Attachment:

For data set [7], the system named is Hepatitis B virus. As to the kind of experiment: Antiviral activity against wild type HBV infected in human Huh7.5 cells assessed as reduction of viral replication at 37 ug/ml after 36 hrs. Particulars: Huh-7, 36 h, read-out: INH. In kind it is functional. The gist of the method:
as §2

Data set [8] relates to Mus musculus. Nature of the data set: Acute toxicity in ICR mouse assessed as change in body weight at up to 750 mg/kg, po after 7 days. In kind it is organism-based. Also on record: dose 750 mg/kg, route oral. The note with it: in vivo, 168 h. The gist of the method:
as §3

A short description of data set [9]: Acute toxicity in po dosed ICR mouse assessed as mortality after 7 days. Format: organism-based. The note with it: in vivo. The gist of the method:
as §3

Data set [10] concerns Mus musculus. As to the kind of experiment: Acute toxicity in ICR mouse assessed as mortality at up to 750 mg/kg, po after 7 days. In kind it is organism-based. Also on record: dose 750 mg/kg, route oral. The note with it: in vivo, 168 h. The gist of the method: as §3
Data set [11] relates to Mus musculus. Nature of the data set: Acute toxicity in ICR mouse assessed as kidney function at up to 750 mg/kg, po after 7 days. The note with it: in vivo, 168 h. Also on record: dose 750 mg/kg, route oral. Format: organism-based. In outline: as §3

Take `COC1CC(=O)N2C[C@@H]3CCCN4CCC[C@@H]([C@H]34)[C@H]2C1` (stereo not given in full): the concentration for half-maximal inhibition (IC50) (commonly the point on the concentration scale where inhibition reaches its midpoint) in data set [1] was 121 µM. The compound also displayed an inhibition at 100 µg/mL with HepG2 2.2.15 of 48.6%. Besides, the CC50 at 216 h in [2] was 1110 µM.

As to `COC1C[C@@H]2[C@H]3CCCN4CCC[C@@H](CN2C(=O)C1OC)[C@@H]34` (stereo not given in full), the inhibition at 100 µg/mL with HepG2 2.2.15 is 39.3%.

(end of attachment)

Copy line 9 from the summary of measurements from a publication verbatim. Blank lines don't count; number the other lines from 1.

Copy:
Take `COC1CC(=O)N2C[C@@H]3CCCN4CCC[C@@H]([C@H]34)[C@H]2C1` (stereo not given in full): the concentration for half-maximal inhibition (IC50) (commonly the point on the concentration scale where inhibition reaches its midpoint) in data set [1] was 121 µM. The compound also displayed an inhibition at 100 µg/mL with HepG2 2.2.15 of 48.6%. Besides, the CC50 at 216 h in [2] was 1110 µM.